Heather Boneparth [30:44 – 31:14]: And I think, but again, this goes back to one of those things, like, this is just a central theme of this book, right? You can tell me that, but for me to feel it is something different, and we need both of those to be in harmony. Right. So now I’m starting to feel it. It may have taken 18 months, but I’m getting there. And I think. And a lot of what we’re doing in this book is kind of like the duality of these two things. There’s the financial circumstances that actually exist, and then there’s how we feel about it.

Jonathan DeYoe [31:14 – 31:19]: Yeah, yeah. In the interviews you’re going through, talking to people, what are some of this friction points that you guys are seeing?

Douglas Boneparth [31:20 – 31:21]: Great questions.

Heather Boneparth [31:21 – 31:22]: Always spending.

Jonathan DeYoe [31:22 – 31:23]: Go deeper on that.

Douglas Boneparth [31:23 – 31:24]: What does that mean?

Jonathan DeYoe [31:24 – 31:31]: Because, I mean, in my household, I don’t spend. My wife doesn’t spend. When she says, I want something like, yeah, go get it, whatever. It’s not a. So what do you see in that spending world?

Heather Boneparth [31:32 – 33:04]: It’s not about, like, you spend a lot and you don’t, which is very, you know, I think, very surface level. We spend time talking with people about who feels free to spend. How much autonomy do you feel like you have in spending? That is a deeper question, and we definitely see some friction there. Another area is division of labor. There’s a whole section of our book about caregiving, but really it’s about contribution. And, you know, one of the goals of this book, and, you know, born from our own circumstance that we were speaking about earlier, is society’s definition of contribution is too narrow. It is limited to our, to the salary that we bring into a household. And in reality, contribution is many different things. And I think broadening the definition of contribution and me introducing that concept to some folks over Zoom, you could feel the tension rise in the room where we have a lot of stay at home mothers who have agreed to do this with their partner. And you can feel the shift in the room when we talk about, well, what does so and so bring to the table? And I said, tell me some of the things you do for the household. Starts to list them and then, well. And do you feel like you can go out and buy XYZ? No. Well, why not? And those two things are linked, the freedom to spend and the perception of who’s contributing what and who is deserving of spending the money. You’d think that’s like an archaic, like outdated thing. It’s not like that is very much still what is going on in many households in America.

Jonathan DeYoe [33:05 – 33:22]: What other sort of area, by the way, that’s as I’m hearing that, I’m going, hmm, I’m kind of checking myself a little bit, like, right. How do I present that in a better way so that Kate feels more free to do what she wants? That’s because, yeah. Hey, what do you think, Jonathan? What do you think about this? I’m like, go ahead and do it. Why are you asking me? Go do it. Right.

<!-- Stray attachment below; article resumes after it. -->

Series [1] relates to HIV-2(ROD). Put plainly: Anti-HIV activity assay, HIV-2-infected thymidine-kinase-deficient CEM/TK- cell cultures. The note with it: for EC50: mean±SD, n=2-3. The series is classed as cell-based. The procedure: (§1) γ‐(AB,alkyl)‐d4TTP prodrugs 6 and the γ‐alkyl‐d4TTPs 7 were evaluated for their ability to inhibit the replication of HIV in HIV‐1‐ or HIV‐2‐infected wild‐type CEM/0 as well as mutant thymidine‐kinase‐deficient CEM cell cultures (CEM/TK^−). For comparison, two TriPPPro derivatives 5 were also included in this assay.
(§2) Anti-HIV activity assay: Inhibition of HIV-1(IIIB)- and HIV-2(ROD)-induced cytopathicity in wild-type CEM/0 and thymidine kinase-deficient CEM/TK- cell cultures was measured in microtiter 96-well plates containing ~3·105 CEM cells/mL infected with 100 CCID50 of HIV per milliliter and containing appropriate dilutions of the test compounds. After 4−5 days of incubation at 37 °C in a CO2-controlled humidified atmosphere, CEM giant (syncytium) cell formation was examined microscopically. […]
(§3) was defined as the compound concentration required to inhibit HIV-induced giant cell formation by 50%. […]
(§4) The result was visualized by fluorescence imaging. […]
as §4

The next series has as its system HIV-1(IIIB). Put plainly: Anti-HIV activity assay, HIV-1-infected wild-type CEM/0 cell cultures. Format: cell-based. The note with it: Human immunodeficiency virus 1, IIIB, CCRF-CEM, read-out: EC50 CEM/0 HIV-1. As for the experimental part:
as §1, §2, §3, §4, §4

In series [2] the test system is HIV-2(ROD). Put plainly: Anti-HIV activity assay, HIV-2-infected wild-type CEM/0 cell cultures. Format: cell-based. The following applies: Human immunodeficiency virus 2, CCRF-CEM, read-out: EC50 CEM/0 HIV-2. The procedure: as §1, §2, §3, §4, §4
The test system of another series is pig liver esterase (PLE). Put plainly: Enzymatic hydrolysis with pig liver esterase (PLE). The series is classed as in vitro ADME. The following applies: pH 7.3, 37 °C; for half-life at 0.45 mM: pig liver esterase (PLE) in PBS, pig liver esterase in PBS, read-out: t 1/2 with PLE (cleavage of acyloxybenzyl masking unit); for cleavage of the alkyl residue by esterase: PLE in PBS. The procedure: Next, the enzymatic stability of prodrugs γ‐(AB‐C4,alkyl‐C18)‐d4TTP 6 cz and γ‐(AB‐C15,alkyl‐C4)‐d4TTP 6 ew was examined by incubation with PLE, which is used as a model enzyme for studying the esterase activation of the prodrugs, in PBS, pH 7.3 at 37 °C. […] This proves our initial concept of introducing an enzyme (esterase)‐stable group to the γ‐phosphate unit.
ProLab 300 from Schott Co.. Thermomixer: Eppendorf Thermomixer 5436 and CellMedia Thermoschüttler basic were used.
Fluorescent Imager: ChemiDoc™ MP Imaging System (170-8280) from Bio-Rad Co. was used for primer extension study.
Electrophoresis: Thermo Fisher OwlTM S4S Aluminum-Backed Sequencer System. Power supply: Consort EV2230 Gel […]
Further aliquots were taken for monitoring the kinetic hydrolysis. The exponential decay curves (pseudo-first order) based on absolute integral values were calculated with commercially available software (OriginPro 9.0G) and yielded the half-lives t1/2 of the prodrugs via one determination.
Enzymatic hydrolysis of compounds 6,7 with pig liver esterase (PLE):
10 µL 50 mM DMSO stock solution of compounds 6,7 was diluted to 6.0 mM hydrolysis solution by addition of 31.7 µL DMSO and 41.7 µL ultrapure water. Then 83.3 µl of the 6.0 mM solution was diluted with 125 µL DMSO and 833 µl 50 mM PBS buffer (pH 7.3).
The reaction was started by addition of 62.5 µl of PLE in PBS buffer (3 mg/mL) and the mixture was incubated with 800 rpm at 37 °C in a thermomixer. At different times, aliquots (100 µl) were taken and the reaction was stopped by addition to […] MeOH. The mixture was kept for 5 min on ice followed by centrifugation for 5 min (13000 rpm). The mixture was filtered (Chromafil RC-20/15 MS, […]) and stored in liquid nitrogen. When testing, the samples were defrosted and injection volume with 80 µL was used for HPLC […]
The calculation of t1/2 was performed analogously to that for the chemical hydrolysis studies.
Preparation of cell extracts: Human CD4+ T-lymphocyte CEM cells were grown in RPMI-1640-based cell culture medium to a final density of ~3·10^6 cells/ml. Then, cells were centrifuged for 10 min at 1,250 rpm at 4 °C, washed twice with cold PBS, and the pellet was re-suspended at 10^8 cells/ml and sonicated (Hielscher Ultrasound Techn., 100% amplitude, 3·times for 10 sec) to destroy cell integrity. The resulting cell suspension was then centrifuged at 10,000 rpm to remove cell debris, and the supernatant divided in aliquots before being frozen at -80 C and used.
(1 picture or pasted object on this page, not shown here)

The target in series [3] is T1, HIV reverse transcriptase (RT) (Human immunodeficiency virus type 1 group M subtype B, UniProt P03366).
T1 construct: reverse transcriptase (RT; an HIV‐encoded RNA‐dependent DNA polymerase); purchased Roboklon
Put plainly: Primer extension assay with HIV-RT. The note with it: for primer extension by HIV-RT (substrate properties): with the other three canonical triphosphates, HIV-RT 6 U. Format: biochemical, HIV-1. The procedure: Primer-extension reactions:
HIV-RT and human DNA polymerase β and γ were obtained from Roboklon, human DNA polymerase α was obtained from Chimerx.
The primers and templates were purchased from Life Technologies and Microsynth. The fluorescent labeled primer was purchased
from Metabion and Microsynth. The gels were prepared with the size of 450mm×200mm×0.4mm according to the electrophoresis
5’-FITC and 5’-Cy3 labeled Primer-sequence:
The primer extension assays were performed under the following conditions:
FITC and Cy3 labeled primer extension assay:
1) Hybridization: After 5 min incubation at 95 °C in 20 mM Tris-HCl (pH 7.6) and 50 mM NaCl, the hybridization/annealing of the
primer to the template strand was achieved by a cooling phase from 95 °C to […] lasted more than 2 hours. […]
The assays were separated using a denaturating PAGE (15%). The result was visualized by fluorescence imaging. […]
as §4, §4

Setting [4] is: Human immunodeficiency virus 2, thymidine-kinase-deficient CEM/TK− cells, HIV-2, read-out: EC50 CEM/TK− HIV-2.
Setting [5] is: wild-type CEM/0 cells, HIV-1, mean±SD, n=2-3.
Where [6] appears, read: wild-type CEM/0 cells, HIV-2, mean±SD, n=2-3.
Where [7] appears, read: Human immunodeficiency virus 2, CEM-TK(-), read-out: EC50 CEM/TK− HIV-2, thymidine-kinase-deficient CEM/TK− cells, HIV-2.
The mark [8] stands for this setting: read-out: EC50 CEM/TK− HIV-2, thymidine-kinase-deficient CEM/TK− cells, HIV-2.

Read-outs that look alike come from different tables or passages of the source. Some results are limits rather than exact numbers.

Heather Boneparth [33:22 – 33:53]: Well, right. It’s not like I don’t say it in the sense that it’s putting some blame on a man. Like, it’s not because a lot of times the idea is that we have a husband saying, I don’t care what the hell she spends money on. I tell her all the time she can go do anything she wants. It’s not just that it’s about valuing contributions and about like how society perceives certain things. So it’s not cultural. Yeah, it’s cultural. It’s not just who’s fault, by the way, culture is a huge not sticking point, but it’s a huge pressure point.

Douglas Boneparth [33:53 – 35:29]: Yeah, I was going to get into that a little bit from different cultures. Yeah. Just when you spend a lot of time in the front end of our conversations talking about cultural backgrounds and socioeconomic backgrounds, I can tell that a lot of people really haven’t gotten the full download as to what their spouse has experienced in their upbringing or in their environment. And I think that’s where a lot of the post meeting of oh, I didn’t really know that about my spouse, or I think that’s what opens the door to more productive conversations between spouses when they start to really understand what their cultural and socioeconomic backgrounds start to look like and whether there was trauma there or not. I had one interview where it grew up very blue collar and was taught to raise a pig every summer, and that pig would ultimately be sold at the fair, and that pig turned into their first car after three or four summers and really understanding how their idea of money and their lessons around money was centered around raising a pig. And you have a spouse going like, wow. My experience was completely different where I had no responsibilities whatsoever until my parents marriage fell apart and I didn’t want to be at home in a toxic environment and had to fend for myself. So now you have a spouse really understanding how difficult their journey of money is post that, versus one that had a really great understanding of earning money and hard work equal money, and figure out from there, like, they’re now going to have more conversations.